(Bloomberg) -- Equitable Life Assurance Society is to be acquired by a British consolidator of funds, a deal that brings an end to the checkered history of the U.K.’s oldest customer-owned life insurer.
Life Company Consolidation Group’s Reliance Life unit will acquire Equitable’s remaining business, according to a statement Friday on both firms’ websites. The deal values the company at 1.8 billion pounds ($2.4 billion), with most of its almost 400,000 policyholders sharing some of the proceeds, the Financial Times reported.
Equitable almost collapsed at the turn of the century after it was unable to afford payments that had been guaranteed on policies to more than 1 million customers. Since then, it has been managed in so-called run-off, without writing new business. After a campaign by policyholders whose pensions were cut, the U.K. government ultimately had to pay out more than 1 billion pounds in compensation due to regulatory failures.
“When the Equitable closed to new business in 2000, it was inevitable that at some point the society had to come to an end,” Equitable Chief Executive Officer Chris Wiscarson said in the statement. Due to “record high” values for investments backing the firm’s policies, it was a good time to sell, he said.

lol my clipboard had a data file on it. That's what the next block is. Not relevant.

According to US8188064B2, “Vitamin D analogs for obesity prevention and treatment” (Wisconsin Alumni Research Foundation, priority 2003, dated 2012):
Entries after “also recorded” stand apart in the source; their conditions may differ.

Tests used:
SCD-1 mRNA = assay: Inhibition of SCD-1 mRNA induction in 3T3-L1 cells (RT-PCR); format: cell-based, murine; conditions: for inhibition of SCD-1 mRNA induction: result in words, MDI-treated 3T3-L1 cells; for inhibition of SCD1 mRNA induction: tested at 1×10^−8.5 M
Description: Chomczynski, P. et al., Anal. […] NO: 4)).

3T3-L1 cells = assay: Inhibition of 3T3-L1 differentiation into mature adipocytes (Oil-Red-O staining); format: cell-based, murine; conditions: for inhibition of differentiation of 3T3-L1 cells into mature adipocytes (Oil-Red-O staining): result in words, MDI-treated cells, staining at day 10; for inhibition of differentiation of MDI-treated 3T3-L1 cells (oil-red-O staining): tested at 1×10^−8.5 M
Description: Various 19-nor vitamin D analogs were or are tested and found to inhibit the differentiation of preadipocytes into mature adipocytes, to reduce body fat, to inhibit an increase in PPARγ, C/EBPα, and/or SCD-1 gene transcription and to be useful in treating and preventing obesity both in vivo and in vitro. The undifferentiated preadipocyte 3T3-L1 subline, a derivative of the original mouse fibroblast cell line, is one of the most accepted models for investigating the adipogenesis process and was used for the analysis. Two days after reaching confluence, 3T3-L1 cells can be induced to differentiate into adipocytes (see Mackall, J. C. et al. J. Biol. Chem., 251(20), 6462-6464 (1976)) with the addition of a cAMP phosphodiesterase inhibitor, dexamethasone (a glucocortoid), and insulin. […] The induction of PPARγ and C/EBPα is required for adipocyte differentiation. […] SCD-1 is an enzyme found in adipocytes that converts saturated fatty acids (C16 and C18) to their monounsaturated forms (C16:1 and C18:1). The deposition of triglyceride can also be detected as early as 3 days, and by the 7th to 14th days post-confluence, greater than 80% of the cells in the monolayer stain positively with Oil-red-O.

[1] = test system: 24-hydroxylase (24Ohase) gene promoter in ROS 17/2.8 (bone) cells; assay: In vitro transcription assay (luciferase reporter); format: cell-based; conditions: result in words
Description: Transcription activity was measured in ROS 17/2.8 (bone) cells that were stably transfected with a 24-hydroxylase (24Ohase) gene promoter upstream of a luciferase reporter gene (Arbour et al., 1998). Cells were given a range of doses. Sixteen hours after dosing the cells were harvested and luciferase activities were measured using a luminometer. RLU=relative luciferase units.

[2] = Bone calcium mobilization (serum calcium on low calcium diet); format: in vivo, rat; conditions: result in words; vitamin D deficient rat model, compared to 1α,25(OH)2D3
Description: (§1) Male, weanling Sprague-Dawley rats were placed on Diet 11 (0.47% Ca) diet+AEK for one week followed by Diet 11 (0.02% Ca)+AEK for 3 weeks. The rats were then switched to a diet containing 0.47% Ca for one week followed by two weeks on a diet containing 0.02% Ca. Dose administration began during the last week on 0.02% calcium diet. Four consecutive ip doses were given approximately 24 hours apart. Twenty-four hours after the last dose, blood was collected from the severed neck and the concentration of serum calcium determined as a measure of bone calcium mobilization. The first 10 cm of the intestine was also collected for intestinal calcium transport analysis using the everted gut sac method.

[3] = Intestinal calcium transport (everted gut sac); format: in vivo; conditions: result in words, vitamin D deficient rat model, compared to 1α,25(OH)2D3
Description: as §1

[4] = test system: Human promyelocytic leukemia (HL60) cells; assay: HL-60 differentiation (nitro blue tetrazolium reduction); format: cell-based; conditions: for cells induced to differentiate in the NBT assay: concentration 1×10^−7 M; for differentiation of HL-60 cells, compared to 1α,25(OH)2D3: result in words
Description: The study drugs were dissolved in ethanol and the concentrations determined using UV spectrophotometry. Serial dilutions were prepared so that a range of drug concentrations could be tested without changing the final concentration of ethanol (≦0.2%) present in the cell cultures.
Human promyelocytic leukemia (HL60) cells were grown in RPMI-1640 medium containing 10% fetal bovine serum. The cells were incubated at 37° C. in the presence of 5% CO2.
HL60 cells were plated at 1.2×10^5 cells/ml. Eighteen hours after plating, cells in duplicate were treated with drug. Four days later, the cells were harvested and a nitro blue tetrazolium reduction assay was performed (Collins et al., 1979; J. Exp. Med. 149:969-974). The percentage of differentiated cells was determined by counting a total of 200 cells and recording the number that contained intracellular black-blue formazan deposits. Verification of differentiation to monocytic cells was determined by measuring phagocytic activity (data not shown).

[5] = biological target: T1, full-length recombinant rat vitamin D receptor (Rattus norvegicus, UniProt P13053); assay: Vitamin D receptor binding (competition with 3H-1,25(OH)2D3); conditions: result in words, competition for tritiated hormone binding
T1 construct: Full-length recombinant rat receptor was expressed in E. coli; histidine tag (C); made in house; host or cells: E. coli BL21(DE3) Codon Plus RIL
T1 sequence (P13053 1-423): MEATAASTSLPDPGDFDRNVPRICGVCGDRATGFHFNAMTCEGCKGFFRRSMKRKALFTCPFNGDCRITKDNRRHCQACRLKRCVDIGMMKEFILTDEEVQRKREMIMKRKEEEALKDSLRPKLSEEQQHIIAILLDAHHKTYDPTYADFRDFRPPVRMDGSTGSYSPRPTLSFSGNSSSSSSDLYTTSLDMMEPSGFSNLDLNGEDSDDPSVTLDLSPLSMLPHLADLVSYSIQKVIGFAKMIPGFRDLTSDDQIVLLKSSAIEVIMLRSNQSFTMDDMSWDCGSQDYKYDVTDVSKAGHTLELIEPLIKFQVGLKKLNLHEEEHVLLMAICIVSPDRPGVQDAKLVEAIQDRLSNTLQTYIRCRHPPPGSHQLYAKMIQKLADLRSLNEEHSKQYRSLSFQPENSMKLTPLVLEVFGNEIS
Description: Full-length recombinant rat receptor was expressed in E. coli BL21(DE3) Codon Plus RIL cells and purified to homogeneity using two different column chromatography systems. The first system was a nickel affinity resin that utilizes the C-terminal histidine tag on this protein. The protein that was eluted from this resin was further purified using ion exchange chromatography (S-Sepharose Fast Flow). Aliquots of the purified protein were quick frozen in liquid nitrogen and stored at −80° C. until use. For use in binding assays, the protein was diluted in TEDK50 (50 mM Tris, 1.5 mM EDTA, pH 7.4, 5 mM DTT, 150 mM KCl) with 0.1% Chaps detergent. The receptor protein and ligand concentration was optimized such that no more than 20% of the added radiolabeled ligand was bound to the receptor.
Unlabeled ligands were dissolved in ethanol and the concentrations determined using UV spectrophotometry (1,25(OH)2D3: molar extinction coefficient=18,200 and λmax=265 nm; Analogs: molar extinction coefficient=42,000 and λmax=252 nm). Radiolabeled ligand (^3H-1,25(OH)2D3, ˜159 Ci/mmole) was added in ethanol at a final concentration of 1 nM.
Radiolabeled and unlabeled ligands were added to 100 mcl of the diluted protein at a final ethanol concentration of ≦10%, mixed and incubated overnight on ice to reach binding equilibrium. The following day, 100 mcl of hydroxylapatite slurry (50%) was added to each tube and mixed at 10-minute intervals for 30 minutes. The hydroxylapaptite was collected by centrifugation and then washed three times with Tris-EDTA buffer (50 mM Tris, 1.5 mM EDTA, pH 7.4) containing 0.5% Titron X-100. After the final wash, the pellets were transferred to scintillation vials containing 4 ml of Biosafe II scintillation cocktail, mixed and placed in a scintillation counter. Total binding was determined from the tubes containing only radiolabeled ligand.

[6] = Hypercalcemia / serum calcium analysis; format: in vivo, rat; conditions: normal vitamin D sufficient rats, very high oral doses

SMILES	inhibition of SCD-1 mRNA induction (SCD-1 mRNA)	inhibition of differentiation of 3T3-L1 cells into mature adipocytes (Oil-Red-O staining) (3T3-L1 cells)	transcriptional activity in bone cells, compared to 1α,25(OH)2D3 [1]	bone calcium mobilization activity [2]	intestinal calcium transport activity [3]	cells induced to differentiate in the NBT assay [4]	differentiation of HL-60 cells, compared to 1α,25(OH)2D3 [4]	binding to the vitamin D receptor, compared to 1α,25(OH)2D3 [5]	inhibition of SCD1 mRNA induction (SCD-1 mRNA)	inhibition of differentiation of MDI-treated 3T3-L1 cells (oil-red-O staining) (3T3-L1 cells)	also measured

To read about Equitable’s regulatory travails in 2001, click here.
The sale plan would see capital distributed on so-called with-profits policies increased to between 60 percent and 70 percent, up from 35 percent currently. Eligible customers will be asked to vote in favor of removing policy guarantees and the transfer to Reliance Life, with approval also needed from the High Court.
The deal is expected to see the assets transferred to Reliance Life toward the end of 2019. Equitable, which was established in 1762, manages 6.3 billion pounds of assets.
Wiscarson also told the FT that Solvency II rules introduced two years ago put a long-term reserve burden on a company that was destined to be wound down.
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